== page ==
The 2007-08 Global Issues Film Festival begins Oct. 19 and 20 with five films exploring issues of human resilience, creativity and quest for justice.
The story of human resilience is played out in myriad ways - from the music that originates in refugee camps, and the victorious fight of a small town against the government of Peru, to the story of teenage garment workers in China, the human condition is explored in the 2007-08 Global Issues Film Festival Oct. 19 and 20.
The sixth annual Global Issues Film Festival, sponsored by Mott Community College, Kettering University and the University of Michigan-Flint, features five films shown at the Regional Technology Center Auditorium on the campus of Mott Community College (MCC). These films represent the first half of the 2007-2008 Global Issues Film Festival. The second half of the festival will run Jan. 30 to Feb. 2, 2008 on the campus of Kettering University. UM-Flint will host one film during each half of the 2007-08 festival.
The final film, Unrepentant, directed by Louie Lawless, will feature an appearance from producer Kevin Annett. He will attend the showing and facilitate a question and answer session after the film.
All Films are shown FREE of CHARGE.
The 2007 films are:
Sierra Leone's Refugee All Stars - Fri., Oct. 19, 6 pm at MCC and Sunday, Oct. 21, 2 p.m. at UM-Flint KIVA in the University Center (80 minutes, English) directed by Zach Niles and Banker White
In Sierra Leone, from 1991 to 2002, the government and various rebel factions carried out a brutal civil war terrorizing civilians by killing, mutilation, rape and forced conscription. Out of the refugee camps came the musical group "Sierra Leone's Refugee All Stars." Follow the band as they move from camp to camp and realize their dream of recording in a studio and performing on the international stage. The UM-Flint showing will be in the KIVA in the University Center, call (810) 762-3436 for directions.
Tambogrande; Mangos, Murder and Mining - Fri., Oct. 19, 7:30 pm (85 minutes, subtitled) directed by Ernesto Cabellos & Stephanie Boyd
In 1999, the residents of Tambogrande, a small town in northern Peru, learned that the Fujimori government had secretly granted mining concessions on their land to the multi-national corporation, Manhattan Minerals. The company's plans for an open-pit gold mine would involve relocation of half of the town's residents, and contaminate the soil and ground water in this agricultural region famous for its fruit orchards. This film shows how ordinary people can defeat government and corporate collusion.
Forever - Sat., Oct. 20, 1 pm (88 minutes, subtitled) directed by Heddy Honigman
A cinematic visit to the famous Pere-Lachaise cemetery in Paris, which provides an unusually poignant, emotionally powerful meditation on relations between the living and the dead and the immortal power of art. FOREVER also introduces us to the Parisians and tourists who make pilgrimages to the graves of famous persons such as Frederic Chopin, Marcel Proust, Guillaume Apollinaire, Amadeo Modigliani, Oscar Wilde, and Jim Morrison.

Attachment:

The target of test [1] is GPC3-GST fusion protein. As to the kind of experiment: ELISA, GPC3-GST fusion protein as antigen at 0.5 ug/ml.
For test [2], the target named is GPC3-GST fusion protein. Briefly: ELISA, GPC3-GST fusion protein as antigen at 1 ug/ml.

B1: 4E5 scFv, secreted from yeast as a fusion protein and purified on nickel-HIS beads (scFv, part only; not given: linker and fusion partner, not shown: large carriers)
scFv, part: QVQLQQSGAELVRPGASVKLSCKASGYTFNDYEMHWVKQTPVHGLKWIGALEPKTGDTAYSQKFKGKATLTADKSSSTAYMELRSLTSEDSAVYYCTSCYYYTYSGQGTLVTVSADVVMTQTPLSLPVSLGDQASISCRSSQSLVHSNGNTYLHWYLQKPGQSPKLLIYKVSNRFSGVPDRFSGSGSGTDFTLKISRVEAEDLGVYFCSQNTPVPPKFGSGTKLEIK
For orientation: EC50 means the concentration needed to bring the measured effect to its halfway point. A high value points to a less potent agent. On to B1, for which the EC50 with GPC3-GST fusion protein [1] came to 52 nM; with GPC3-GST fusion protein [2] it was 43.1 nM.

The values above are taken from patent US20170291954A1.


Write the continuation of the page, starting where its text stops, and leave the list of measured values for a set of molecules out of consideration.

China Blue - Sat., Oct. 20, 3 pm (88 minutes, subtitled) directed by Micha X. Peled
A clandestinely shot, deep-access account of how the clothes we buy are actually made. Following a pair of denim jeans from birth to sale, China Blue links the power of the U.S. consumer market to the daily lives of a Chinese factory owner and two teenaged female factory workers. A rare, human glimpse at China's rapid transformation into a free market society.
Unrepentant: Kevin Annett and Canada's Genocide - Sat. Oct. 20, 5 pm (109 minutes, English) directed by Louie Lawless - Producer Kevin Annett will be at the showing.
According to Kevin Annett, the time has come for Canadians to learn the truth about what really happened to the aboriginal people in their country. Unrepentant documents the "deliberate and systematic extermination" of non-Christian indigenous people within the Indian residential school system by the Catholic, United, Presbyterian and Anglican churches and the federal government.
The Sixth Annual Global Issues Film Festival, hosted by Kettering University, Mott Community College and the University of Michigan-Flint, continues its tradition of bringing provocative films to Flint. This collaborative festival includes the work of independent filmmakers from around the globe, representing a variety of voices and viewpoints. The festival is sponsored by the Greater Flint Arts Council, the Michigan Council for the Arts and Cultural Affairs, Mott Community College, Kettering University's Department of Liberal Studies and the University of Michigan-Flint.
Written by Dawn Hibbard